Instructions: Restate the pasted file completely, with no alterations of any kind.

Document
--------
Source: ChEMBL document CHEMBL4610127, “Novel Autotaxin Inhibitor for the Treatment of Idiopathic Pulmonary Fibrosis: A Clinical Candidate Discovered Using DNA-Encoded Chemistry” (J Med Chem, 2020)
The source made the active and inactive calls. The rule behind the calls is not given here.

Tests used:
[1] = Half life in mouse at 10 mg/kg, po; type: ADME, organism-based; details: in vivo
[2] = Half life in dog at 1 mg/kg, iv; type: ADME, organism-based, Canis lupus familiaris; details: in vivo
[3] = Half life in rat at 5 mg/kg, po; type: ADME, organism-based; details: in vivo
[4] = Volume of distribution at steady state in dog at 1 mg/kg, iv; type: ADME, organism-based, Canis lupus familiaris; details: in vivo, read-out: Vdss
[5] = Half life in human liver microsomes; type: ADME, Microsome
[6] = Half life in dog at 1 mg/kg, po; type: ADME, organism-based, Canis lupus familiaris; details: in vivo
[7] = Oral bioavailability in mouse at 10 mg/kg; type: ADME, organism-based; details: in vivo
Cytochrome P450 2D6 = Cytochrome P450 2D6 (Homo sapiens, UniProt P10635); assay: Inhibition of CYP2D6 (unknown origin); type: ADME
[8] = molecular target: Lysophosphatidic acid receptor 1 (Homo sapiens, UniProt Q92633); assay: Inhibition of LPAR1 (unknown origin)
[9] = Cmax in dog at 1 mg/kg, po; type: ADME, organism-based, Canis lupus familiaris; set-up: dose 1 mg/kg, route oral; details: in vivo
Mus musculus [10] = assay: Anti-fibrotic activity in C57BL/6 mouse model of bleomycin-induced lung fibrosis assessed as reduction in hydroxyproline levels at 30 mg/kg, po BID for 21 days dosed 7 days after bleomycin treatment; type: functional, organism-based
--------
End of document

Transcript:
Source: ChEMBL document CHEMBL4610127, “Novel Autotaxin Inhibitor for the Treatment of Idiopathic Pulmonary Fibrosis: A Clinical Candidate Discovered Using DNA-Encoded Chemistry” (J Med Chem, 2020)
The source made the active and inactive calls. The rule behind the calls is not given here.

Tests used:
[1] = Half life in mouse at 10 mg/kg, po; type: ADME, organism-based; details: in vivo
[2] = Half life in dog at 1 mg/kg, iv; type: ADME, organism-based, Canis lupus familiaris; details: in vivo
[3] = Half life in rat at 5 mg/kg, po; type: ADME, organism-based; details: in vivo
[4] = Volume of distribution at steady state in dog at 1 mg/kg, iv; type: ADME, organism-based, Canis lupus familiaris; details: in vivo, read-out: Vdss
[5] = Half life in human liver microsomes; type: ADME, Microsome
[6] = Half life in dog at 1 mg/kg, po; type: ADME, organism-based, Canis lupus familiaris; details: in vivo
[7] = Oral bioavailability in mouse at 10 mg/kg; type: ADME, organism-based; details: in vivo
Cytochrome P450 2D6 = Cytochrome P450 2D6 (Homo sapiens, UniProt P10635); assay: Inhibition of CYP2D6 (unknown origin); type: ADME
[8] = molecular target: Lysophosphatidic acid receptor 1 (Homo sapiens, UniProt Q92633); assay: Inhibition of LPAR1 (unknown origin)
[9] = Cmax in dog at 1 mg/kg, po; type: ADME, organism-based, Canis lupus familiaris; set-up: dose 1 mg/kg, route oral; details: in vivo
Mus musculus [10] = assay: Anti-fibrotic activity in C57BL/6 mouse model of bleomycin-induced lung fibrosis assessed as reduction in hydroxyproline levels at 30 mg/kg, po BID for 21 days dosed 7 days after bleomycin treatment; type: functional, organism-based